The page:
Wednesday, September 21, 2005

Some of the views of the public

http://news.bbc.co.uk/1/hi/talking_point/4263092.stm

From the BBC 'talking point' site:

What exactly were our "special forces" up to, in plain clothes and a car packed with weapons? Today our media, en masse, is diverting our attention by claiming that insurgents are joining the Iraqi police. Isn't that exactly what "our boys" are doing, but in reverse?

Tim, UK

What violence means for invading troops is less than irrelevant, what really matters here is the fate of millions or Iraqis who have seen their country and lives devastated by the so-called 'liberation' perpetrated by the US-UK axis of carnage.

Gonzalo Vuez Villanueva, Santiago, Chile

I was shocked by the hypocrisy of the British forces in Iraq. How can they expect the local population, including the Sunnis, to respect the authority of the Iraqi government if the British forces themselves violate the rules of law, force their way into police stations and free prisoners? Get out of there before more embarrassing events like this happen.

Akbar Niazbutt, United Kingdom

The recent "incident" will reinforce the fact that the British are occupiers and not "helpers". What kind of mission were the two Brits on anyway? That is a very interesting question. They might have easily be suspected of playing the part of insurgents. It opens up for the question; is the insurgent story just a hoax? Is it all staged by the US and their ever so helpful Brits?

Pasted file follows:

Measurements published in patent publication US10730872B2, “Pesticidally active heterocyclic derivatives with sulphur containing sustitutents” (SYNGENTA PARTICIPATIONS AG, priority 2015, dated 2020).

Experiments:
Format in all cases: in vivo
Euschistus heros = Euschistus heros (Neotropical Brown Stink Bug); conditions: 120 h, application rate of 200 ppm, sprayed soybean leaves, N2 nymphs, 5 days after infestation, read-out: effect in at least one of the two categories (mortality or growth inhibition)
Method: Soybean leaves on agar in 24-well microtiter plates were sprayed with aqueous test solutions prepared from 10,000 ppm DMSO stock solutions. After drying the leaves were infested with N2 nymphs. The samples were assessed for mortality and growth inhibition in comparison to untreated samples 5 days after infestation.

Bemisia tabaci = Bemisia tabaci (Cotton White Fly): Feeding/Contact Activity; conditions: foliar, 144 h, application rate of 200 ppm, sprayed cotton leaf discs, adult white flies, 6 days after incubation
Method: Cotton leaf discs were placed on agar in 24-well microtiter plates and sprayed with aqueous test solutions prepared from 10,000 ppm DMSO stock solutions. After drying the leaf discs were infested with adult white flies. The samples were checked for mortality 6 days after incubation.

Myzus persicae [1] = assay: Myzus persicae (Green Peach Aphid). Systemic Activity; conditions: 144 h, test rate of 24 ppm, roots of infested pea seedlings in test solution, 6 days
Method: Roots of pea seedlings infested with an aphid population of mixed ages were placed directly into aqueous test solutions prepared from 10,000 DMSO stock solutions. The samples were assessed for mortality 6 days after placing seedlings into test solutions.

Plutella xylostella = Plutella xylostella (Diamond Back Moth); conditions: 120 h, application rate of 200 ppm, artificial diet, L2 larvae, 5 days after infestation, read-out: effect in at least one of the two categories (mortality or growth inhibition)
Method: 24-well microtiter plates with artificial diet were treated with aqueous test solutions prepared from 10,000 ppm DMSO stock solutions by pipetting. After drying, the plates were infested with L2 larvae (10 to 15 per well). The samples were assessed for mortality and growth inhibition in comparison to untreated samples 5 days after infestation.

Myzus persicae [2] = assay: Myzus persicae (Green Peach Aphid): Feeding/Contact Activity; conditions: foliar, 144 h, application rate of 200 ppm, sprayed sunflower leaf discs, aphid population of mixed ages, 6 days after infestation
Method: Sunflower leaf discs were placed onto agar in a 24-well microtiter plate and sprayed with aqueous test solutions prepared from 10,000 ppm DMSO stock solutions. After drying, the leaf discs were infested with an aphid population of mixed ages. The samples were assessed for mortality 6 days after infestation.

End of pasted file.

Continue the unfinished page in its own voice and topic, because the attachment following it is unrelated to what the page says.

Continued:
Einar Davidsson, Oslo, Norway

This simply makes a mockery of all the claims by the American and British government saying that they want the Iraqis to be responsible for their own security. When they try they are attacked by the British army. Things can only go from bad to worse as we have now made it clear that we, the British army, not the Iraqi security forces will decide what happens in Iraq.

Arthur, Derby, UK

From BBCArabic.com: The British government has a lot of explaining and fence mending to do if it wants to avoid the mistakes of the US forces which led to the current situation in the Sunni areas north of Baghdad. The presence of the armed British military in civilian clothing is a situation which no doubt will be used by Sunni and pro-Saddam elements to argue that some of the recent attacks against Shias were organized by the British and US troops as part of a plan to confuse the situation in Iraq. The British forces should mend their relations with the local community to gain their trust and confidence.

Saad Al Attar, Basra, Iraq

From BBCArabic.com: What happened is a message of warning that the honeymoon between the Iraqis in the south and the British soldiers has come to an end. Years have passed since the toppling of Saddam, but the supposed project of democracy is moving from bad to worse.

Ahmed Nashaat, Cairo, Egypt

Hang on - two British soldiers were arrested by the legitimate Iraqi police force and a tank was used to break them out of jail? Am I missing something, or isn't that an outrageous attack on the very police force we are supposed to be bolstering and supporting? If Iraq has broken down to that extent, then surely something else must be done, because what is happening now is clearly not working.

Katherine, London, UK


I was shocked by the hypocrisy of the British forces in Iraq. How can they expect the local population, including the Sunnis, to respect the authority of the Iraqi government if the British forces themselves violate the rules of law, force their way into police stations and free prisoners? Get out of there before more embarrassing events like this happen.

Pieter Visser, Cambridge, UK

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